News flash: popular music includes profanity.
Now that I've gotten your attention with that shocking revelation, here's another: some of the trickiest songs to release as singles incorporate naughty words in to the title. Music might be a form of expression, but it's also a business. And sometimes, that requires artists to change words to prevent Little Jimmy's parents from throwing a fit.
The most obvious recent example of this phenomenon is "Fuck You" by Cee-Lo, which was magically transformed into "Forget You." That simple change allowed the song to be shoehorned in everything, from Just Dance 3 to this somewhat disturbing Hebrew homage. There's unconfirmed rumors that both Cee-Lo and one of the song's writer Bruno Mars are constructing a giant money pit in Zanzibar with the song's royalties.
Sure, a dump truck full of money can be wonderful. But in this case, the song's emotional intensity declined a bit because of the change. It just so happens that a similar example of this creatively cumbersome dilemma occurred with St. Louis native Akon 2006 hit "I Wanna Love You," which on this day in 2006 was the number one song in the country.
Back in the rip-roaring 2000s, Akon's autotuned voice was everywhere - including this medium-paced ballad featuring Snoop Dogg. When I first heard this song in a fine dancing establishment in Columbia, Missouri, it garnered no reaction from me because it was so similar in structure and substance to every other pop song at the time. But of course, "I Wanna Love You" is a heavily censored version of "I Wanna Fuck You." And it's probably one of the more jarring examples of self-censorship for marketability's sake.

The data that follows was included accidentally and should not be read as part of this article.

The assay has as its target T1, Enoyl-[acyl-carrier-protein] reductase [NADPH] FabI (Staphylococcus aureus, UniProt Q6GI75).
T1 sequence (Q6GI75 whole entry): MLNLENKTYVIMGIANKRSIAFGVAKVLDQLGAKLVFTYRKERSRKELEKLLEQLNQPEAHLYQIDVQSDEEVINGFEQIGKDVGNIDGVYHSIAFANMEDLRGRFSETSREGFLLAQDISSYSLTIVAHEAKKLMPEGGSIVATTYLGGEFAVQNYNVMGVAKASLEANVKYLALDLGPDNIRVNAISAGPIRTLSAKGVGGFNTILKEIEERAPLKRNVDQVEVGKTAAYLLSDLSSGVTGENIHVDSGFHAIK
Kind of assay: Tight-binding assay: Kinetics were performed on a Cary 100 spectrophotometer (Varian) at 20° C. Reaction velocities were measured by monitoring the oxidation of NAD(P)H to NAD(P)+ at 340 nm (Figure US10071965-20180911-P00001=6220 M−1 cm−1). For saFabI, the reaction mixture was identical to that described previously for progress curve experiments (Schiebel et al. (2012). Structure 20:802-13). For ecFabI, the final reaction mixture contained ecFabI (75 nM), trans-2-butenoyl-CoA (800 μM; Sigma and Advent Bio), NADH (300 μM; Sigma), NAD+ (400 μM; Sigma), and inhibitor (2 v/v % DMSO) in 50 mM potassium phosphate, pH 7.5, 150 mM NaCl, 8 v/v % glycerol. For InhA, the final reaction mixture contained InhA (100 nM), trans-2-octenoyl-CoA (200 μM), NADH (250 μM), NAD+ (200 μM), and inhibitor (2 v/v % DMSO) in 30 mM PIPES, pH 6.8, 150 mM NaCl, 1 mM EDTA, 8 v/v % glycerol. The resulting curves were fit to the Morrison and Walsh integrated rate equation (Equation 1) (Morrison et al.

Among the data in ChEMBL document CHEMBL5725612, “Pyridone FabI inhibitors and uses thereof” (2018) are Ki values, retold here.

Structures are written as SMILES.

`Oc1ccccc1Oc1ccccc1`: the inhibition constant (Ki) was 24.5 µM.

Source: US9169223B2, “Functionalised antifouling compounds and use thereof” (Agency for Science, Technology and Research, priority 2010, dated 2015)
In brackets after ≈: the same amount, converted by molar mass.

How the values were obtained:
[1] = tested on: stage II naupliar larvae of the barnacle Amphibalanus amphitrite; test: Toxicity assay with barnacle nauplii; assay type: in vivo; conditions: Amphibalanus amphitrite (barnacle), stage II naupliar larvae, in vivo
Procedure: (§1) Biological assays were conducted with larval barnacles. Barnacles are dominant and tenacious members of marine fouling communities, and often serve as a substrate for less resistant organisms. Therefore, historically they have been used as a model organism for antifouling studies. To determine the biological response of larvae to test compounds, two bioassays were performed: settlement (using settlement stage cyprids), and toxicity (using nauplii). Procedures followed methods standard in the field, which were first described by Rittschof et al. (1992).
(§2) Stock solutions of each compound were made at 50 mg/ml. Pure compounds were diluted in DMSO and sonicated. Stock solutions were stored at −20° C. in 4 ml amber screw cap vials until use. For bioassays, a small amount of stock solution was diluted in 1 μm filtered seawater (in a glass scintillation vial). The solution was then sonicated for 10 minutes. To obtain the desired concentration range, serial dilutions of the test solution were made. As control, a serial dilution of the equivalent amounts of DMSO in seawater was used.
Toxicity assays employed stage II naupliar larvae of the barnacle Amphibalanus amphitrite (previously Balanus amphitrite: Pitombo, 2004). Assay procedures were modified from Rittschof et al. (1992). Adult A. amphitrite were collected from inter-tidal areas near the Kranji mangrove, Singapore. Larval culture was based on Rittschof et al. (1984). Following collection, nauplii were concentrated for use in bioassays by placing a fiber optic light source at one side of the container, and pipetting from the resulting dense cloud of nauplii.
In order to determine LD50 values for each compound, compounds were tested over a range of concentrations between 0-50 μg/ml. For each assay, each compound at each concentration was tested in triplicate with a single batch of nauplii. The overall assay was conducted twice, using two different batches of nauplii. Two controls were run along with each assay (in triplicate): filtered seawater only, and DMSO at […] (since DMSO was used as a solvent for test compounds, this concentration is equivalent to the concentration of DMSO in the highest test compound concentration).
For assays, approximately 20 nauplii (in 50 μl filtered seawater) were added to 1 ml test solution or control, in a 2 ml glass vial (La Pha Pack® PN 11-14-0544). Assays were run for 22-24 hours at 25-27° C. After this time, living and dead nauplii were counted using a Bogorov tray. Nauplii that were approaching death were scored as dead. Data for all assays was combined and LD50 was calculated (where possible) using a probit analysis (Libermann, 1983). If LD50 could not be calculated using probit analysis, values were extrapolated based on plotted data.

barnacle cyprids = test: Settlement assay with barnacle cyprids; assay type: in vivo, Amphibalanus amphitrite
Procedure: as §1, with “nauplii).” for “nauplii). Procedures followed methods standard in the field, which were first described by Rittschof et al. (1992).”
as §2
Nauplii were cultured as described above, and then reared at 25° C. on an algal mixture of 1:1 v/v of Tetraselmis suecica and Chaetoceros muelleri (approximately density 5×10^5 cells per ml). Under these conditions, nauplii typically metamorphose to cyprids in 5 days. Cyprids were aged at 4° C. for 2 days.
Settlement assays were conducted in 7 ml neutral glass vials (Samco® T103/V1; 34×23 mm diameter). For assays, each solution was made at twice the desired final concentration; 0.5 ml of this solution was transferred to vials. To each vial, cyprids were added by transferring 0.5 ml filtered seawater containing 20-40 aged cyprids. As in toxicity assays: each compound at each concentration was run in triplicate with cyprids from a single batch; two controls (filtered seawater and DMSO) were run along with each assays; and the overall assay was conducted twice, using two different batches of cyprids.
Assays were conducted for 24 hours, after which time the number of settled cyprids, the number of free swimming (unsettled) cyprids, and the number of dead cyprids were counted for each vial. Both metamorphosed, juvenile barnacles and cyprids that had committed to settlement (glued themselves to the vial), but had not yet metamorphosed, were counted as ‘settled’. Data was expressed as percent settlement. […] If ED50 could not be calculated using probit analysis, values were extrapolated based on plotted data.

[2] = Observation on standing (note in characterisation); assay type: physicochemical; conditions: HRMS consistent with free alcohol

An example: In "I Want to Love You," Akon is crooning about how he wants to "love" some unnamed lady "winding and grinding up on the floor." It's a little trite [and perhaps unrealistic to expect somebody to fall in love based off dance moves], but nothing too out-of-the-ordinary. But in the more explicit version of the song, Akon is actually crooning about wanting to do it with somebody "winding and grinding up on that pole." My guess he's not talking about Indy Car racing.
While 2006 was a banner year for Akon, stranger days were ahead in 2007. In April 2007, Akon got in a heap of trouble for simulating sex with what turned out to be an underage girl in Trinidad and Tobago. And he sparked an Internet frenzy of sorts when he emulated the Ultimate Warrior and chucked some dude off a stage.
But those controversies didn't derail Akon's career. On the contrary -- he's made a boatload of money off of artists such as Lady Gaga and T-Pain. And recently, he reexamined the actual subject of his 2006 hit when he teamed up with Andy Samberg and company.
So sure, Akon may not be subtle. And he may have been willing to change his song for commercial gain. But I'm sure any criticism is being drowned out as he swims through his endless sea of golden coins.
Riverfront Times works for you, and your support is essential.
Our small but mighty local team works tirelessly to bring you high-quality, uncensored news and cultural coverage of St. Louis and beyond.
Unlike many newspapers, ours is free – and we'd like to keep it that way, because we believe, now more than ever, everyone deserves access to accurate, independent coverage of their community.
Whether it's a one-time acknowledgement of this article or an ongoing pledge, your support helps keep St. Louis' true free press free.